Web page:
I find this interesting. Personally, I hate towing and don't think I'm all that great at launching/retrieving the boat but I do like to boat and since our boat stays in the lake for all of our short season I only have to tow about 200 miles/year and some of that is trailer without the boat. When I launch though, I'm usually not backing up much more than walking speed. I find it hard to believe that any vehicle that can tow the boat cannot stop it on any ramp while backing down at that speed but again my experience is very limited. I have a 2010 Ford F150 and my 2007 SV211 supposedly weighs about 3,500# dry so I've always figured about 6,000# max (likely less) with trailer and gear--well below what I think would be legal but still not very comfortable for me. I've just never thought about not being able to stop everything backing down the ramp. That just seems crazy to me but I believe you. Now you've given me something else to worry about. I've used 4x4 on the ramp but not always. I've done it sometimes "just in case" but usually don't and don't think I've ever really needed it at the only only ramp I've ever used. Not sure how this helps backing down (do you think it does?) but when I've done it it was because I thought it might help me pull the boat out. Good call on checking ratings of ball and hitch. Before I had my current boat I did have another and did not give much thought about those numbers until I actually looked one day and realized I was probably over the limit. I did fix that. I also realize I probably should have a WDH to be completely safe and legal but have not gone there yet because it is very close and my towing is limited.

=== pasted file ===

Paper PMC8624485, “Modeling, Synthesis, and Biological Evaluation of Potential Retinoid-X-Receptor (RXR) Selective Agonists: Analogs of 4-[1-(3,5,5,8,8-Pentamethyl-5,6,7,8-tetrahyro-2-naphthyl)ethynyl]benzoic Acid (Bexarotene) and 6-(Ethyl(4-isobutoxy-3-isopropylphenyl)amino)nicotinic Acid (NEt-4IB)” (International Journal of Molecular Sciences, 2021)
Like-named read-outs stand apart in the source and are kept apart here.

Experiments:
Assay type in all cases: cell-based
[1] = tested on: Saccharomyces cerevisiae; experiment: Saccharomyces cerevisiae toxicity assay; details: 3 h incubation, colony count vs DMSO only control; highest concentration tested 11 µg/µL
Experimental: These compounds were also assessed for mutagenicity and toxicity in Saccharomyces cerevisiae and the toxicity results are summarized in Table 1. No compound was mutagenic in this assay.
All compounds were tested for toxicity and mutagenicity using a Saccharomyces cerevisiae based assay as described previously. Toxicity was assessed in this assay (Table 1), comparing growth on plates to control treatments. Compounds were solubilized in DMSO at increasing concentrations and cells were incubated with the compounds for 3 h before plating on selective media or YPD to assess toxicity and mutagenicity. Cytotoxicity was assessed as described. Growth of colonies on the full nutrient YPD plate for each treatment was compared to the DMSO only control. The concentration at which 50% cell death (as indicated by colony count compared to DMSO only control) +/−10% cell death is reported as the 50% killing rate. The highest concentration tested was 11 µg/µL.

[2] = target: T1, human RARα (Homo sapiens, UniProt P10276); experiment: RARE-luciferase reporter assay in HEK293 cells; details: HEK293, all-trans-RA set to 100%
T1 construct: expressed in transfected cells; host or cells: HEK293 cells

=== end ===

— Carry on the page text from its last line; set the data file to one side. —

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            • #7